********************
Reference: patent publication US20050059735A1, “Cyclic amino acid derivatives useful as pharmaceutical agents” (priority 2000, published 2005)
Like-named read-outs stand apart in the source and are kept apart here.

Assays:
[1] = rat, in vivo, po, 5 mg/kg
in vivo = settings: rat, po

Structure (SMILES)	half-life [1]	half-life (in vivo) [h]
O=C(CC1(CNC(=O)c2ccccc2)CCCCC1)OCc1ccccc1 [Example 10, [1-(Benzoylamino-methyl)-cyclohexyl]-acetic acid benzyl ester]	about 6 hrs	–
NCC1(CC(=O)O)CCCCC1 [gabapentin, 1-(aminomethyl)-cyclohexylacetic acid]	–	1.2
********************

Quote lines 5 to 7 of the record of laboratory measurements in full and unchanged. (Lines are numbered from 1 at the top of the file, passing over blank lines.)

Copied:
in vivo = settings: rat, po

Structure (SMILES)	half-life [1]	half-life (in vivo) [h]
O=C(CC1(CNC(=O)c2ccccc2)CCCCC1)OCc1ccccc1 [Example 10, [1-(Benzoylamino-methyl)-cyclohexyl]-acetic acid benzyl ester]	about 6 hrs	–